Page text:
Virginia State Route 244
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|Maintained by VDOT|
|Length:||8.25 mi (13.28 km)|
|Existed:||1933 – present|
|West end:||SR 236 in Annandale|
|East end:||SR 27 at the Pentagon|
State Route 244, also known as Columbia Pike, is a primary state highway in the U.S. state of Virginia. It is a four-lane road that runs from State Route 236 (Little River Turnpike) in Annandale, Fairfax County east to State Route 27 at the Pentagon in Arlington County.
Columbia Pike dates to 1810 when the U.S. Congress chartered a turnpike Company to build three separate roads through the newly-formed District of Columbia to outlying destinations. One of these roads was to be built through a portion of the District of Columbia that had previously been part of Virginia. This portion was then known as Alexandria County, D.C. (now Arlington County, Virginia). The purpose of this road was to provide access westward from the new Long Bridge that predated the 14th Street Bridge complex to the Little River Turnpike Road, now Virginia State Route 236. The new road was built on a pre-existing cow path as the Washington Graveled Turnpike and was also known as the Washington Road, the Columbian Road, and the Arlington Turnpike.
Columbia Pike was first numbered as State Route 720 in 1930 from U.S. Route 1 near the Long Bridge west for around 1 mile (1.6 km). In the 1933 renumbering, it was renumbered State Route 244 and the numbering was extended first to State Route 7 at Bailey's Crossroads and then, between 1934 and 1937, further west to its current terminus at SR 236 in Annandale. With the construction of the Pentagon Columbia Pike was replaced by the Shirley Highway as the Virginia approach to the Long Bridge/14th Street Bridge. By 1944, SR 244 was truncated at the Pentagon; the piece curving away from the original alignment became a state highway in 1964. Until the 1990s, Columbia Pike accommodated rush hour traffic by reversing the direction of one lane using overhead signals. In October 2010, Virginia transferred responsibility for the eastern portion of Columbia Pike to Arlington County.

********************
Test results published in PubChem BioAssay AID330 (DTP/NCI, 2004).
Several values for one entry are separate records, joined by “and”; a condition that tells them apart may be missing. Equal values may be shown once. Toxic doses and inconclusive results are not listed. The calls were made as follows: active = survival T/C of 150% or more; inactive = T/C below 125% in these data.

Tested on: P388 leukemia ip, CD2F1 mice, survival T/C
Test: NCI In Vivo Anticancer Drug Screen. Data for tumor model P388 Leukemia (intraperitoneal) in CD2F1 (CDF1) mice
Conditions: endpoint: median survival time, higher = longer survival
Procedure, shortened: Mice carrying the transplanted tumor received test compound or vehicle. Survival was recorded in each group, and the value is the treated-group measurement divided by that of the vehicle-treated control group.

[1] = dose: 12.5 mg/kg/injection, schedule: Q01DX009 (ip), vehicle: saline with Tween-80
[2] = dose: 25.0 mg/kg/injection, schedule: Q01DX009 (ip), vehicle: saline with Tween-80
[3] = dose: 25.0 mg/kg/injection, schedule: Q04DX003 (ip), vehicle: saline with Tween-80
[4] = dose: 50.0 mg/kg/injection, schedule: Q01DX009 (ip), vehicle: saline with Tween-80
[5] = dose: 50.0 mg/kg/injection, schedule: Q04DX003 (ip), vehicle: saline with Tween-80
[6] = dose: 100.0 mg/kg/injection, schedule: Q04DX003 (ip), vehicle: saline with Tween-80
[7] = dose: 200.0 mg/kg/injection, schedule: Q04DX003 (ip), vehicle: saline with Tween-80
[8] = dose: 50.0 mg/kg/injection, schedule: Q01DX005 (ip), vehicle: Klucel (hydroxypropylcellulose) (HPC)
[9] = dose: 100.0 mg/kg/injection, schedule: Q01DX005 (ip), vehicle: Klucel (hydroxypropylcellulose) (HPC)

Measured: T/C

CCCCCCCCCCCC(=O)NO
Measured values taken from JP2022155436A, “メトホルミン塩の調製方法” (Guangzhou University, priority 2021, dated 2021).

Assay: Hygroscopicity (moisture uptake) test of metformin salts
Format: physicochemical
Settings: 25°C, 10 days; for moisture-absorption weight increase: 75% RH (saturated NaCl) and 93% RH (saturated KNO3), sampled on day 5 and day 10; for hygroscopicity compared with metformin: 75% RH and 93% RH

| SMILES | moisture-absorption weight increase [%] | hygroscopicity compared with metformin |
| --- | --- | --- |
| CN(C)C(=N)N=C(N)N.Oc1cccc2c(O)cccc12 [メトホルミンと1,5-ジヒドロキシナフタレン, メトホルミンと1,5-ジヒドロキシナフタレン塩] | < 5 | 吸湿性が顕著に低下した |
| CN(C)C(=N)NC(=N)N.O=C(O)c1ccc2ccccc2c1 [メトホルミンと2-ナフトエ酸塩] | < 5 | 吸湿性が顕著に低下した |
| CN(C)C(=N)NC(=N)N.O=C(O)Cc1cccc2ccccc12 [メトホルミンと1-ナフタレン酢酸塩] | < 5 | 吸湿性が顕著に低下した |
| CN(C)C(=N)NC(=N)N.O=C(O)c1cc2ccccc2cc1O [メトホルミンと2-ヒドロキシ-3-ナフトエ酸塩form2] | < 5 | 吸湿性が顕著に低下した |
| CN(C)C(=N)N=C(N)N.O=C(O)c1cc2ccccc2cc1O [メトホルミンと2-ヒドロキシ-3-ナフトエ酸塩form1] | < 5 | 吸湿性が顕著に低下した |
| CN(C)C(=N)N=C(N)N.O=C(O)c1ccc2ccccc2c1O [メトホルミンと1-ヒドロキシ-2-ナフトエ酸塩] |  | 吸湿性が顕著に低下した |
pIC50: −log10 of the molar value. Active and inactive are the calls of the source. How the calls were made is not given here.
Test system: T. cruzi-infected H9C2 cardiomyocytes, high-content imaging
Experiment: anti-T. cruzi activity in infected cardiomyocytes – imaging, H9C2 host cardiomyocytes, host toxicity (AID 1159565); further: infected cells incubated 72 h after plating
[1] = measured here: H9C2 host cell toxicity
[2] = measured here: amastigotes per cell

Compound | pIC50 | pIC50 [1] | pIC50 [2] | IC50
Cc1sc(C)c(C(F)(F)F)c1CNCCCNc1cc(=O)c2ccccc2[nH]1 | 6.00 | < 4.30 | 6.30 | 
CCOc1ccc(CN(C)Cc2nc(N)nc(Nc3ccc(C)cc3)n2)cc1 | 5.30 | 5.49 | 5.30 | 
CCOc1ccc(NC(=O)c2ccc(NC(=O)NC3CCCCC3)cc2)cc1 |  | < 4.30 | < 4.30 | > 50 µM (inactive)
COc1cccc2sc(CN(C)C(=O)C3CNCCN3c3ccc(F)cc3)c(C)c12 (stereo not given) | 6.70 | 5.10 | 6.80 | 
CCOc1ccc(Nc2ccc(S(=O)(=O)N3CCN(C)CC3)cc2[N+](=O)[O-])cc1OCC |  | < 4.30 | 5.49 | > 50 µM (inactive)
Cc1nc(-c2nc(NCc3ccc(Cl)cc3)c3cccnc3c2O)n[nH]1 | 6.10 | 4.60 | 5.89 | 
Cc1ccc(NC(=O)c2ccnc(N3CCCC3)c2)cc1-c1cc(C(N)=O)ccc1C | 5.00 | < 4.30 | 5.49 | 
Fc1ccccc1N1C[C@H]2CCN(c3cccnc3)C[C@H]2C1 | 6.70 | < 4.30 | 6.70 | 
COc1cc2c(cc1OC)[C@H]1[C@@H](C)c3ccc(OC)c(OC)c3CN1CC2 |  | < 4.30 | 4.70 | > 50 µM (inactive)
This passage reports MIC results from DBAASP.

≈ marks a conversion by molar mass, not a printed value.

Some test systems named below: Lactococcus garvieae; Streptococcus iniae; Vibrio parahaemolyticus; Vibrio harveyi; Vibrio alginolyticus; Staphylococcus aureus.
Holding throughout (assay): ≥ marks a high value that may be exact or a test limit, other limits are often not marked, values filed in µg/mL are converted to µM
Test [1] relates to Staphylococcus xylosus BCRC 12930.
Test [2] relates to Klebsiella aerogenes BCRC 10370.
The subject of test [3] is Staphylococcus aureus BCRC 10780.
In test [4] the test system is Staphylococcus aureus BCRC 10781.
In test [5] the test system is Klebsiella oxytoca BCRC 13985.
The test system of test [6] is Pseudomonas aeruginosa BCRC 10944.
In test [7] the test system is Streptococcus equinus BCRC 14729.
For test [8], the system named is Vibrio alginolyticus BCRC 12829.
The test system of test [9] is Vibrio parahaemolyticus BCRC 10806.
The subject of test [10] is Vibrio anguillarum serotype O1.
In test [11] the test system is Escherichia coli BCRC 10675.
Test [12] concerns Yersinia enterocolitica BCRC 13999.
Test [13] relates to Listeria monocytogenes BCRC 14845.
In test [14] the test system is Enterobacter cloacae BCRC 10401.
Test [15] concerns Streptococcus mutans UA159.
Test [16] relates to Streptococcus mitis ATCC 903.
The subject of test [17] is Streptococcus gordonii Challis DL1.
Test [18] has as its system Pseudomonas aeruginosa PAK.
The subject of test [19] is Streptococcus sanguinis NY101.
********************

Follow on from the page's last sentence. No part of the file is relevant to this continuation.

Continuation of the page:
Contemporary Columbia Pike
The road is a center for Arlington's immigrant community, with many stores, restaurants, and other businesses representing south Arlington's cultural diversity. Also, a weekly farmer's market is held each Sunday during the warmer months of the year. The Pike is intersected by the Four Mile Run Trail and the Washington & Old Dominion Railroad Trail, multi-use trails for pedestrians and cyclists leading northwest to Glencarlyn Park and southeast to Shirlington, at South Four Mile Run Drive.
In 2002, Arlington County adopted the Columbia Pike Initiative, a revitalization plan for the three-and-a-half mile corridor in Arlington. The plan called for development of a high-capacity transit system. The Columbia Pike Initiative was followed in 2003 by adoption of the Form Based Code, which guides development along Columbia Pike. In 2004, the Columbia Pike Street Space Planning Task Force recommended future transit operate in mixed traffic and that the transitway be located in the curb lanes.
Recent efforts by the Columbia Pike Revitalization Organization include the replacement of older traffic signals with newer and more aesthetic ones, and the addition of brick texture to crosswalks. County officials also teamed up with the Washington Metropolitan Area Transit Authority to increase mass transit service along the corridor. This new program called Pike Ride remodeled bus stops and doubled bus frequency along Columbia Pike. In 2006, the Arlington County and Fairfax County Board of Supervisors approved plans of bringing railed streetcars to Columbia Pike along an either a 5 or 6-mile (9.7 km) stretch from the Pentagon to the Skyline area.
|Fairfax||Annandale||0.00||SR 236 (Little River Turnpike)||Western terminus|
|Bailey's Crossroads||4.06||SR 7 (Leesburg Pike)|
|Arlington||Westmont||6.25||SR 120 (S. Glebe Road)|
|7.28||SR 27 west (Washington Boulevard)||Partial cloverleaf interchange|
|The Pentagon||8.25||SR 27 east (Washington Boulevard)||Eastern terminus at Rotary Road|
|1.000 mi = 1.609 km; 1.000 km = 0.621 mi|
- ^ a b 2010 Virginia Department of Transportation Jurisdiction Report - Daily Traffic Volume Estimates - Fairfax County
- ^ a b 2010 Virginia Department of Transportation Jurisdiction Report - Daily Traffic Volume Estimates - Arlington County
- ^ An Act to incorporate a company for making certain turnpike roads in the District of Columbia, 2 U.S. Statutes at Large 570 (Apr. 20, 1810). Unfortunately, the date is erroneously given as 1808 in some texts, which has led to confusion. See, e.g., C.B. Rose, Jr., Arlington County, Virginia: A History, p. 76 (1976).
- ^ "Commonwealth Transportation Board Approves Pike Transfer to Arlington". Arlington County. September 16, 2010. http://www.arlingtonva.us/departments/Communications/PressReleases/page78223.aspx. Retrieved December 4, 2010.
- ^ a b News Release: Board Endorses Streetcars for Columbia Pike in official website of the government of Arlington County, VA, April 26, 2006. Accessed May 8, 2009.
- ^ Fairfax Co. Backs Trolley Proposal Along Columbia Pike in wtop.com: official website of WTOP, May 1, 2006. Accessed May 8, 2009.
- Virginia Highways Project: VA 244
- Columbia Pike Revitalization Organization
- Arlington's Urban Villages- Columbia Pike
- Washington Post article about proposed street cars along Columbia Pike
- Columbia Pike Transit Initiative
|< SR 719||District 7 State Routes
|SR 721 >|